In other words, BBY has tremendous upside if and when it turns sales momentum upward and turns market sentiment around. At a low 7.4 forward P/E, a 0.19 price-to-sales ratio, and a 2.3% dividend yield (compare to 12.1, 0.55, and 2.1% respectively for Target), Best Buy is priced for low expectations.

This leads me to the third thing that caught my interest about Best Buy. Since 2008, Best Buy's first earnings report after Christmas has always produced a positive open. However, traders have also almost always faded BBY's earnings after the open.

Here is a table displaying Best Buy's performance after reporting earnings for the last four years:

Best Buy

Best Buy's stock performance post-earnings since 2008

Sources: Price data from Yahoo!Finance, Earnings dates from briefing.com

Shown in the green rows, the past four post-Christmas earnings reports have driven BBY's stock higher at the open. Three out of four times, BBY has faded by the close. Over the past 3 cycles, this pop has steadily gone down to the point that during last year's post-Christmas earnings, sellers were able to drive BBY to a negative close that got worse on the next day. Bears must be betting that this negative momentum will continue such that BBY will finally open negatively in response to post-Christmas earnings.

So what has happened when BBY opens after earnings with a gap down? In all but one case (the Sept 18, 2008 earnings), the selling momentum continued into the close. In ALL cases, Best Buy sold down further by the close of the following day. This trading action means that BBY almost always fades in one form or another from its initial post-earnings open. The two biggest exceptions were the two earnings cycles where Best Buy opened up double digits and the buying pressure persisted.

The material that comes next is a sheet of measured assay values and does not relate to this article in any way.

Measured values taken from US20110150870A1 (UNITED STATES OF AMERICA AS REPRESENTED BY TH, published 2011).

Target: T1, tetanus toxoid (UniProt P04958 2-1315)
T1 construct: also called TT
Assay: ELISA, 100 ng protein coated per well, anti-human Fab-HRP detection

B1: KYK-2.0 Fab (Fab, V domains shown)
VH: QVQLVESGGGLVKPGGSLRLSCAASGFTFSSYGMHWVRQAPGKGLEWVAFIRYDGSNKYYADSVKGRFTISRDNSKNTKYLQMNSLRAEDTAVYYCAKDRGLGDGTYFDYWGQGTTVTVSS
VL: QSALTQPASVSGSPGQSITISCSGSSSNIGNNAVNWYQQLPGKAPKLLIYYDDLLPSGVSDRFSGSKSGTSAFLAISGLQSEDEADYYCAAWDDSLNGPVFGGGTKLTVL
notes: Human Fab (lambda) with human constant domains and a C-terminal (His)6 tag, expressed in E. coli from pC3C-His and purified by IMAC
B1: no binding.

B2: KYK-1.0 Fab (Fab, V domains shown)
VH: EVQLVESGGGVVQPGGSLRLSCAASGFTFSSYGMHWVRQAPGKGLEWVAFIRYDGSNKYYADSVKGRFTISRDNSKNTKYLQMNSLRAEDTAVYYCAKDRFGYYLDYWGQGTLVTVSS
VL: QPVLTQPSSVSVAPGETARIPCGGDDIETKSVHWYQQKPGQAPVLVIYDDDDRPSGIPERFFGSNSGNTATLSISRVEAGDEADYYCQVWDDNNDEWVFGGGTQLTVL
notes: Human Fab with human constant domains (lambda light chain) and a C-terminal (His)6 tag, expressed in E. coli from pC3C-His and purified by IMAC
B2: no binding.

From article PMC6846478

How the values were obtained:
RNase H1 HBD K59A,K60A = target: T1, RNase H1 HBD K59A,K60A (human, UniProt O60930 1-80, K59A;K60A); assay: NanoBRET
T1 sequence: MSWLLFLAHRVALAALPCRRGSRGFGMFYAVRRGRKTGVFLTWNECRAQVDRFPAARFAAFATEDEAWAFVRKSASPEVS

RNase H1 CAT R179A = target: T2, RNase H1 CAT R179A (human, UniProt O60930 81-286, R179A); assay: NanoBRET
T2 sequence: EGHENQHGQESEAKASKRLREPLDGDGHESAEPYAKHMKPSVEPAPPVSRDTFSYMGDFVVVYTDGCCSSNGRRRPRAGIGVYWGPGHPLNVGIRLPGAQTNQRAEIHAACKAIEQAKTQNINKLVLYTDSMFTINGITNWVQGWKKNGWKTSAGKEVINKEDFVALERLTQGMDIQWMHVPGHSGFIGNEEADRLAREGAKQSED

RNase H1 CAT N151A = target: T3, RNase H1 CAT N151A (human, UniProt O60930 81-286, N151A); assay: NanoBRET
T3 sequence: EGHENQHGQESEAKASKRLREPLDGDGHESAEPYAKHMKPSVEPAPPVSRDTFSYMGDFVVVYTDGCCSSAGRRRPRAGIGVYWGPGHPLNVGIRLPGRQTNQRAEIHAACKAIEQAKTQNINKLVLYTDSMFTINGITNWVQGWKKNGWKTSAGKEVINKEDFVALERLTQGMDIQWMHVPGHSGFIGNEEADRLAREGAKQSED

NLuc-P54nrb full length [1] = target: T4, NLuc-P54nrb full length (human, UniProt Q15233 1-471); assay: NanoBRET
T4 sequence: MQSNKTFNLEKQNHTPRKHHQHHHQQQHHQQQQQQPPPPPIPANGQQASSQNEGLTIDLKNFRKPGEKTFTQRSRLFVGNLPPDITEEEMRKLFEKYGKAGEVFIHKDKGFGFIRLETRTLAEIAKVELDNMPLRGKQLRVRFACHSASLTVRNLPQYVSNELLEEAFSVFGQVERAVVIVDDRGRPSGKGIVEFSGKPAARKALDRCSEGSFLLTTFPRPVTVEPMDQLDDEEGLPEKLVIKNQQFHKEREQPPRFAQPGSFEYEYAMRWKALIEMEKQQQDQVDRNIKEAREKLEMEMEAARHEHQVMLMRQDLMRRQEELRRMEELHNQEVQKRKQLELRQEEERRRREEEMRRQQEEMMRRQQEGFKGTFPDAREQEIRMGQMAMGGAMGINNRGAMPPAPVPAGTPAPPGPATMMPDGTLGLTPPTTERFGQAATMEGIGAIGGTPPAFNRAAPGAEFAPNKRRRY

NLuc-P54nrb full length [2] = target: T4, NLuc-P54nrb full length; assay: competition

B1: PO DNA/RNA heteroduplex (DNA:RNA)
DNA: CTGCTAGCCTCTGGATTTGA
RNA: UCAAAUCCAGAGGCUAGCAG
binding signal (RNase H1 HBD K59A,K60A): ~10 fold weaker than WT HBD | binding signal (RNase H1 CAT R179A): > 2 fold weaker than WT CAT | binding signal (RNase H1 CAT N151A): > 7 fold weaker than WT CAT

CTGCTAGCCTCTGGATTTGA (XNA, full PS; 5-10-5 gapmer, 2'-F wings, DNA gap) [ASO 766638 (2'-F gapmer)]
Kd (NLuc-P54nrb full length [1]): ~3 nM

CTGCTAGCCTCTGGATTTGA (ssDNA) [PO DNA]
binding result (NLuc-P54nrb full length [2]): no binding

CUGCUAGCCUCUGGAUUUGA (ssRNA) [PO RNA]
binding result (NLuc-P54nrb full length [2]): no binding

This fascinating history suggests that traders can wait until Best Buy's performance is known at the post-earnings open before initiating a position. Quite simply, short-term traders should fade the open UNLESS Best Buy opens up double digits. Trying to play earnings ahead of time produces a very mixed bag. Over the last four, six, eight, and sixteen quarters, Best Buy has opened with positive gains 50% of the time.

Perhaps one could argue that some unique factors at play this time around support a bullish bias. With bears cramming into the trade while the overall stock market and retail sector are doing so well, there is a greater than usual potential for a tremendous upside surprise. BBY's best post-earnings opens since 2008 occurred during the depths of the last recession. However, the current 10%+ run-up from recent lows may already represent a significant portion of this upside surprise. Absent a pullback before earnings on March 29th, I am content to wait for the outcome of earnings. Aggressive traders can certainly consider purchasing out-of-the-money calls and then prepare to make up for any post-earnings losses by flipping around to fade the stock.

Regardless, unless Best Buy reports something dramatically awful, I will look to re-establish a bullish position on an extended pullback in shares. I still prefer to bet on the longer-term viability of the company.

Be careful out there!

Source: How To Assess Best Buy's Post-Earnings Potential